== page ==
• Adina Fischer

FinTech Female Fridays: Lolita Taub, Venture Partner, NextGen Venture Partners


This week we go beyond New York to feature Lolita Taub from Baltimore, Maryland.


What drew you to become a Venture Partner specifically with NextGen Venture Partners?

It all started last summer when I moved to Baltimore to work at Catalyte as Chief of Staff and had the desire to be an operator and continue my early-stage venture capitalist career. Lucky for me, friend and All-Raiser Eva Ho, General Partner at Fika Ventures, introduced me to Ben Bayat, Managing Director at NextGen Venture Partners. When I connected on the phone with Ben and learned that I could be a part-time venture capitalist, it all clicked. Not too long after that, I became a Venture Partner.


NextGen is known to invest in companies that have “demonstrated strong customer interest in product.” How can you measure a strong customer interest in a product?


For me, an early-stage company that has “strong customer interest in product” is a company that has shown traction. Traction can look different for different business models and require the analysis of different metrics. For B2B SaaS startups, when assessing customer product interest, I like to look at the following metrics:


· Number of customers with active usage

· Churn

· % of customers who refer

· Number of customers referred

· Value per referral

· MRR, ARR

That said, to get a better sense of a SaaS startup, I also like to look at CAC, sales cycle and process, ticket size and pricing.


As the startup world is continually growing and so are venture capital firms; what is NextGen doing to differentiate themselves from other venture capital firms?


Different from most venture capital funds, NextGen Venture Partners leverages a network of 1,100 VP and C-Suite level operators who commit to help portfolio companies with expertise, connections and advice. What’s great about that is that NextGen Venture Partner portfolio companies get to tap into the network of functional experts (e.g., sales, enterprise tech) who can make intros to customers/distribution partners, help connect founders with upstream investors and help source hires for a startup.


NextGen focuses on B2B SaaS, digital health and next-generation commerce. Can you speak about the sector you enjoy most, and where do you foresee it going this upcoming year?


I am bullish about B2B SaaS. With the volume, variety, velocity and veracity of data that we have today, B2B startups that leverage it and combine it with analytics can help their customers enable quick-insight and drive decision-making. For example, Kairos, a Backstage Capital portfolio company, is leveraging the power of visual data to provide Face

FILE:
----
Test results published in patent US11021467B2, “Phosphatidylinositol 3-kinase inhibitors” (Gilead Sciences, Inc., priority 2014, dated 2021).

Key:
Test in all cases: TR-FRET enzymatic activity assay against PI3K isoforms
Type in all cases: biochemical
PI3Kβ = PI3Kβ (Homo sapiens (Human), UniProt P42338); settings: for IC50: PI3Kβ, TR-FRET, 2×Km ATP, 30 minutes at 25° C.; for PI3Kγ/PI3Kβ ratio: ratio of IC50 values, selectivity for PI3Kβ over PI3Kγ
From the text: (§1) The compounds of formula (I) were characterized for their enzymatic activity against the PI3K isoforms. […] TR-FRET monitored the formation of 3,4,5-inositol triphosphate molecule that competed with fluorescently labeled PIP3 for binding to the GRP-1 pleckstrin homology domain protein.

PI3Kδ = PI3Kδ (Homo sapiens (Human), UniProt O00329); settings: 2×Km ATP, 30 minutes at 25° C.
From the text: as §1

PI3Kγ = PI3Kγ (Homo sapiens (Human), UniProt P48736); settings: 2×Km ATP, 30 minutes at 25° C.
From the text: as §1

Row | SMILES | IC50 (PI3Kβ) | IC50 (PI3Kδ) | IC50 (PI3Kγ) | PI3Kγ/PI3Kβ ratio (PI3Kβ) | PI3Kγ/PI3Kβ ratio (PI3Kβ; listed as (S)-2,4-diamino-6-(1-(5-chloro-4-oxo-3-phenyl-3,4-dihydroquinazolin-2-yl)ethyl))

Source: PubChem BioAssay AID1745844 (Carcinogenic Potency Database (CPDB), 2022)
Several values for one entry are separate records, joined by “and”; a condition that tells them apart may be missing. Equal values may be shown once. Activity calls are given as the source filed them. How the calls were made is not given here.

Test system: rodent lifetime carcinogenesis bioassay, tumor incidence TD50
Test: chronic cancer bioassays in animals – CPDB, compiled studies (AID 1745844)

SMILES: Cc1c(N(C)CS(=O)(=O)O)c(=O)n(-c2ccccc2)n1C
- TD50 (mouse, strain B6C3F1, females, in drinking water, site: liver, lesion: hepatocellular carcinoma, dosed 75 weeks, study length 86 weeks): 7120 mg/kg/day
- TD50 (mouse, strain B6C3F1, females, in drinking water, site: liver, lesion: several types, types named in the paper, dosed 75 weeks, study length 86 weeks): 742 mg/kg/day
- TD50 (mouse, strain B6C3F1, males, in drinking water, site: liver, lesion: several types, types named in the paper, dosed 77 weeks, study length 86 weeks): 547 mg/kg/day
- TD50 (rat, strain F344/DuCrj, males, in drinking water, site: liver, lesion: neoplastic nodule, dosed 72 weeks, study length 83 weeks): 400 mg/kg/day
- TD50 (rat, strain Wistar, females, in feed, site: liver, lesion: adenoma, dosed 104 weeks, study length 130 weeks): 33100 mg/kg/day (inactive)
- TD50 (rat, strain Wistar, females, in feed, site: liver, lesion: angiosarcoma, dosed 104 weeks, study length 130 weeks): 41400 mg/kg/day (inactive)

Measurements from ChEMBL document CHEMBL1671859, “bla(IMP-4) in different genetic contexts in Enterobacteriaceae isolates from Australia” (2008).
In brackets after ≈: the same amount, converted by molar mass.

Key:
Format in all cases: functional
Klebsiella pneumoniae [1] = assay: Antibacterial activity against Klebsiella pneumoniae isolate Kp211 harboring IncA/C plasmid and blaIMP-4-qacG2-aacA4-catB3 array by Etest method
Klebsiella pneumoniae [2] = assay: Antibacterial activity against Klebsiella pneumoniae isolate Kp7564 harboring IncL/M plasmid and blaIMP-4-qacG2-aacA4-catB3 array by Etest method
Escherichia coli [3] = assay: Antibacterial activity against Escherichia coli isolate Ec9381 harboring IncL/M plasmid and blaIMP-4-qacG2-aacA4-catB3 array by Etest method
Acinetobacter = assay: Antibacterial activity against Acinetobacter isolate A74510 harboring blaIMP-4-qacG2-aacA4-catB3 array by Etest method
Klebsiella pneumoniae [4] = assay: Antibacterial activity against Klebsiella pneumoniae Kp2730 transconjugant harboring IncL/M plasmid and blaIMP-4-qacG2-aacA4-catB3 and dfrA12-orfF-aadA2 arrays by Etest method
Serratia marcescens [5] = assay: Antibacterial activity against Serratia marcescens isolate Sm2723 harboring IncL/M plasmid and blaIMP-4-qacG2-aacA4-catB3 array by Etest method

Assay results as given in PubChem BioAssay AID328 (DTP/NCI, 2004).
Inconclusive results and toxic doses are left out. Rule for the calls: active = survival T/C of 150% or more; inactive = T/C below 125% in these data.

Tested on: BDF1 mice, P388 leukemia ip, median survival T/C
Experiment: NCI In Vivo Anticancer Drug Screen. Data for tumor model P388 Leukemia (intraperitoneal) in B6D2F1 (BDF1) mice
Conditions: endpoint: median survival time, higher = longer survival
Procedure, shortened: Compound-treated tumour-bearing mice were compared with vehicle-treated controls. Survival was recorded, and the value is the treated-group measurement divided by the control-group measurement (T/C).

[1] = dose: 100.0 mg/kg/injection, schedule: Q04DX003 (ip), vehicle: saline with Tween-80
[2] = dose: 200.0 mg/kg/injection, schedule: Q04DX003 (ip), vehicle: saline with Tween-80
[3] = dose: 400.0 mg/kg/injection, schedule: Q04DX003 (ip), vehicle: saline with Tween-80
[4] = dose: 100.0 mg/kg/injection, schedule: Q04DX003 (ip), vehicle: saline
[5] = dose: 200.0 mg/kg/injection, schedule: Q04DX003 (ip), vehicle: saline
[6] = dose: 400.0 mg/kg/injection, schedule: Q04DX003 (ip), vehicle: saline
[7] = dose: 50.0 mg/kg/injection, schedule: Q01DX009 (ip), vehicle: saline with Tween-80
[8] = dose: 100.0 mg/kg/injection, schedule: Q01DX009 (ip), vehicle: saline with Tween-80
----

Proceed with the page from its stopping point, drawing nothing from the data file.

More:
Recognition tech so companies can control their own data, security and privacy. I foresee the trend of B2B data-centric SaaS startups to continue. On top of that, I predict that customers will demand more transparency in algorithm mechanisms, demand products that are non-technical talent proof, beautiful and offer an appeal to prosumers.


We live in a digital world and have the ability to work from anywhere; where do you foresee the next tech city emerging and why?


Not sure anyone knows, although I can tell you that Steve Case, through the Rise of the Rest Road (ROTR) Trip tour, is on the hunt for the next big tech city by exploring emerging startup ecosystems. And on his 2020 tour, Case is visiting Wichita, KS; Tulsa, OK; Oklahoma City, OK; NW Arkansas; and St. Louis, MO.


It’s possible that the metros that show the largest year-to-year growth in number of deals may signal the next big tech metro. Looking at the Q4 2019 Pitchbook NVCA Monitor report, it looks like we need to keep an eye on San Diego, Washington DC, Austin, Chicago and Philadelphia.


As an investor, though, I do not care where startups are located because great startups can come from any place and have founders from any background.


What are some requirements you look for in a company before investing?

Before making an investment, I focus on thesis alignment, the team, business model and my ability to add value to the founding team. My personal thesis involves investing in pre-seed/seed startups that are either led by or serving underestimated founders or communities. So, if a company does not fit that criterion, I will likely not invest. In terms of team, it’s important to see scrappy and values-aligned founders, with domain expertise and an aim to build a +$100M revenue business with a $1B exit. At the same time, I want to know that the scalability of the business and the “hotness” and size of their target market is there. Lastly, I want to know if I can add value through my network or expertise.


NYC FinTech Women focuses on new trends in the market; what sector do you think will be the emerging trend for 2020 and have you made an investment in the space this year?


Insurtech is my pick for emerging sector in 2020! It is part of the Fintech umbrella, has a huge (>$600B for Property & Casualty in the US alone) and fragmented market that has been slow to innovate, has tons of fraud (estimated at $30B+ per year in Property & Casualty alone), has had poor customer service and is having to adapt to new risks brought about by tech (e.g., cyber). It also hasn't sufficiently reached many underserved populations globally, and smartphones as a distribution and data collection platform are changing that.

Opportunities exist for unicorns to grow and better products and services to be provided.

My partner Josh Taub and I, made an angel investment last month in Leap, a startup that provides a rent guarantee product that benefits rental applicants with little or no credit history that would otherwise be unable to obtain an apartment. I love that they are tapping into and serving an underserved market.


Reach out to Lolita on LinkedIn.

©2020 by NYC Fintech Women.

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